Mid-Frequency Sonobuoy

Award Information
Agency:
Department of Defense
Branch
Navy
Amount:
$69,913.00
Award Year:
2003
Program:
SBIR
Phase:
Phase I
Contract:
N68335-03-C-0172
Award Id:
64831
Agency Tracking Number:
N031-0562
Solicitation Year:
n/a
Solicitation Topic Code:
n/a
Solicitation Number:
n/a
Small Business Information
65 West Street Road, Suite B-104, Warminster, PA, 18974
Hubzone Owned:
N
Minority Owned:
N
Woman Owned:
N
Duns:
095275343
Principal Investigator:
RogerHoller
Senior Acoustical Enginee
(215) 675-4900
raholler@navmar.com
Business Contact:
RobertBauder
Vice President, CFO
(215) 675-4900
bobb@navmar.com
Research Institute:
n/a
Abstract
Active multistatic sonar systems have become the preferred solution for shallow water undersea warfare missions. Most airborne active multistatic systems operate in the low frequency range to provide increased range and reverberation resistance. This workswell for large area search and localization missions. However, tactical follow up and target tracking are better accomplished by using higher frequencies, which provide high range resolution and speed computation. Tactical platforms such as the MH-60Rmulti-mission helicopter conduct tactical defensive and offensive operations in support of the battle group. They operate in a multistatic mode with the high power bow sonar source onboard the surface combatant and with their own onboard variable depthALFS sonar by deploying sonobuoys to receive and transmit the echoes to the helicopter. These systems operate at a higher frequency than where the current receiving sonobuoys operate. Therefore, to optimally operate in a multistatic mode with these higherfrequency sources, a new receiver is required which operates in the mid-frequency range of the ship sonars and ALFS. This new receiver will be compatible with existing digital RF links and employ in-buoy beamforming. This new receiver will be capable ofsignificant increase in weapon system operational performance over today's receivers. Developing a new sonobuoy with substantial noise discrimination capability and high gain at higher frequencies than previously achieved leads to smaller and lightersystems. This type of system capability is of interest to the undersea mapping, exploration, seismology and weather communities. Government agencies such as the National Oceanographic and Atmospheric (NOAA) and the Department of Commerce continuallyupgrade their measurement and data collection capability. These sensors would fulfill a need to provide in-situ measurements at frequencies not ordinarily measured. Also, their role in bottom mapping makes use of similar sensors that are much larger andcostly. By developing reliable, low cost sensor components, we can offer them much more capability and performance.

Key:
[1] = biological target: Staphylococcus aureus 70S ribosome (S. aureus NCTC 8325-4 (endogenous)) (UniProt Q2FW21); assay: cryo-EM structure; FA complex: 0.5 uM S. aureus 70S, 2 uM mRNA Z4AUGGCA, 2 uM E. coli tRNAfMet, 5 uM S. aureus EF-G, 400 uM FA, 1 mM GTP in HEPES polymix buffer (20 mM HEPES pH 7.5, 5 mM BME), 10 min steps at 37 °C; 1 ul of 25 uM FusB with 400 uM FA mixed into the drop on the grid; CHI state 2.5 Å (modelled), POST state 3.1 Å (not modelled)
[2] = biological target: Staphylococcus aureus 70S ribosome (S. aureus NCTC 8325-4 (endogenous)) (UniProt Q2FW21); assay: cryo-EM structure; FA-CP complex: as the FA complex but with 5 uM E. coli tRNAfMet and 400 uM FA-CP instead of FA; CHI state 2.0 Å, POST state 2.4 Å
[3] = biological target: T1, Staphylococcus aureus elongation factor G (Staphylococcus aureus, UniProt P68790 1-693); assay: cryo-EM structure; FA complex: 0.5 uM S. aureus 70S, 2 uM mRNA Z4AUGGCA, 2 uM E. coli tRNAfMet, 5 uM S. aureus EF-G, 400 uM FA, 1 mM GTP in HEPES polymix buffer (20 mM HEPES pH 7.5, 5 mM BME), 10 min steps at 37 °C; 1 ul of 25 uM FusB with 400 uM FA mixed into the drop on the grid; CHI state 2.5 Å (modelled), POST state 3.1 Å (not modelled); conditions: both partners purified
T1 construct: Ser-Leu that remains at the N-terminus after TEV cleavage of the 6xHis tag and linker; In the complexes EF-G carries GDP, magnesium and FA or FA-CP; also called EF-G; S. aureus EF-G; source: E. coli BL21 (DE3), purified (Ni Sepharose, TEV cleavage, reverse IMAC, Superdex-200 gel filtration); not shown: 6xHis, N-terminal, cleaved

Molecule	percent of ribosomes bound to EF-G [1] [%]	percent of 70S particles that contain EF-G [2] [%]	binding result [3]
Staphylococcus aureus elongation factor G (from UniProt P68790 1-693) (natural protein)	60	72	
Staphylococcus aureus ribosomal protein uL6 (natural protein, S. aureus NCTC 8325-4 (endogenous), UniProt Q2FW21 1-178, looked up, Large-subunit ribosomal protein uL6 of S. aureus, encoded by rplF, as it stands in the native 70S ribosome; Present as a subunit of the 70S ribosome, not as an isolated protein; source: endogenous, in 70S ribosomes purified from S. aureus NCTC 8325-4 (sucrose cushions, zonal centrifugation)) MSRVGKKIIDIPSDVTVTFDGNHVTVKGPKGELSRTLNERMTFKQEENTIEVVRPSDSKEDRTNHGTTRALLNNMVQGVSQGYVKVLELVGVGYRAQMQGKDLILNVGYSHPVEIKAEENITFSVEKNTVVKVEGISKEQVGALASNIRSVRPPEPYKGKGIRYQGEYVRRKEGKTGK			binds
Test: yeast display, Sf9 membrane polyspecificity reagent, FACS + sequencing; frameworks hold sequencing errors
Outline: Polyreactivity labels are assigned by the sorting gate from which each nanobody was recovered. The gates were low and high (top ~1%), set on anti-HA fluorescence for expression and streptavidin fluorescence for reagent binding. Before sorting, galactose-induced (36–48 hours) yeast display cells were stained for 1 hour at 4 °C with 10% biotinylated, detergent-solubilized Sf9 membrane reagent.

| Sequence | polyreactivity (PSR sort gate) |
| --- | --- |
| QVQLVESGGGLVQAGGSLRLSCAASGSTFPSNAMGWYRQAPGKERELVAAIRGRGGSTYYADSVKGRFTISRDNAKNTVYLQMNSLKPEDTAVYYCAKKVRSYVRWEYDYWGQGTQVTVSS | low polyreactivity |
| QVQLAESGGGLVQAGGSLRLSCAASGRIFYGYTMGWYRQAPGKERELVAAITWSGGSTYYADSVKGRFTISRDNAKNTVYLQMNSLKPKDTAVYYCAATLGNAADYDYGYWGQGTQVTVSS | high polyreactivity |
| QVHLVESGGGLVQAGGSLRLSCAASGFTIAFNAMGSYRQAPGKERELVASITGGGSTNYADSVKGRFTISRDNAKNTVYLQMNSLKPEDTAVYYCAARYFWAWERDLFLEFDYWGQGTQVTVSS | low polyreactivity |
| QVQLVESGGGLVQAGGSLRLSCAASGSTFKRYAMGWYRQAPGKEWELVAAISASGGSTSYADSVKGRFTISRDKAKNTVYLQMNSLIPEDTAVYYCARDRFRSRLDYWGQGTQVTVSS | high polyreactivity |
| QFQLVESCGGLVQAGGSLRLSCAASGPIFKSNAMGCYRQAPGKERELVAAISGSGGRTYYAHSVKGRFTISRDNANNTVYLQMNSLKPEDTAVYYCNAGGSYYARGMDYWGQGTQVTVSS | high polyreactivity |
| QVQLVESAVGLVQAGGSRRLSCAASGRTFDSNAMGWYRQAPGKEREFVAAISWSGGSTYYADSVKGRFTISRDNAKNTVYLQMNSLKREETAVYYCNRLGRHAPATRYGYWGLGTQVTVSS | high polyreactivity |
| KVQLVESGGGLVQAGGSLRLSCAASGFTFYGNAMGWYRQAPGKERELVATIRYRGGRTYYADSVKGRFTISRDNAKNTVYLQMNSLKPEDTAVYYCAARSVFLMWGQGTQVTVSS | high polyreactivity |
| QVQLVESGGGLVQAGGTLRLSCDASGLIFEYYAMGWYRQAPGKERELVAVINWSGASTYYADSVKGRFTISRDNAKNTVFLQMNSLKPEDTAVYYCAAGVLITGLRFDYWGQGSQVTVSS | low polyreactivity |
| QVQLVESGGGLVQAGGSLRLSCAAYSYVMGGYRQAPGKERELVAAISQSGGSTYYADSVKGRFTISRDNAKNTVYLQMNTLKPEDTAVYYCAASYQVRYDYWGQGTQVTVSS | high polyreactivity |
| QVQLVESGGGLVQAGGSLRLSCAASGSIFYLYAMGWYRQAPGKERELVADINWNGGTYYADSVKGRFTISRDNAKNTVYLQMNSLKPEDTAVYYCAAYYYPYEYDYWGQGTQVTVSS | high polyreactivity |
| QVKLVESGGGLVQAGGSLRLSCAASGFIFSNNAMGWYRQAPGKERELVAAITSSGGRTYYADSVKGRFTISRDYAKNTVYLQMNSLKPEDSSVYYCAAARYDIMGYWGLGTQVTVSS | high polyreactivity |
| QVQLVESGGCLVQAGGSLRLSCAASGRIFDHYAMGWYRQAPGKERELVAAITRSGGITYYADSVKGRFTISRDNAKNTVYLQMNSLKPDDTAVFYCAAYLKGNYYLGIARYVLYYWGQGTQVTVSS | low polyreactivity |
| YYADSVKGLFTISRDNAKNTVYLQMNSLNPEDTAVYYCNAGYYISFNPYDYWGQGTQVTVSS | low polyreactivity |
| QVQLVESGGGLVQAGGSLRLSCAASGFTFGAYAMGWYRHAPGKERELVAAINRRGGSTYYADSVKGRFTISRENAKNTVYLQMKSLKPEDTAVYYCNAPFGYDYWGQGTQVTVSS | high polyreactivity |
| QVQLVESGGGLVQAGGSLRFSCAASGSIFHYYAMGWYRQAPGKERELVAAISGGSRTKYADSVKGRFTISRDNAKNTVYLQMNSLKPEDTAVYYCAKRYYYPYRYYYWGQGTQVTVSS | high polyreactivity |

* information listed above is at the time of submission.

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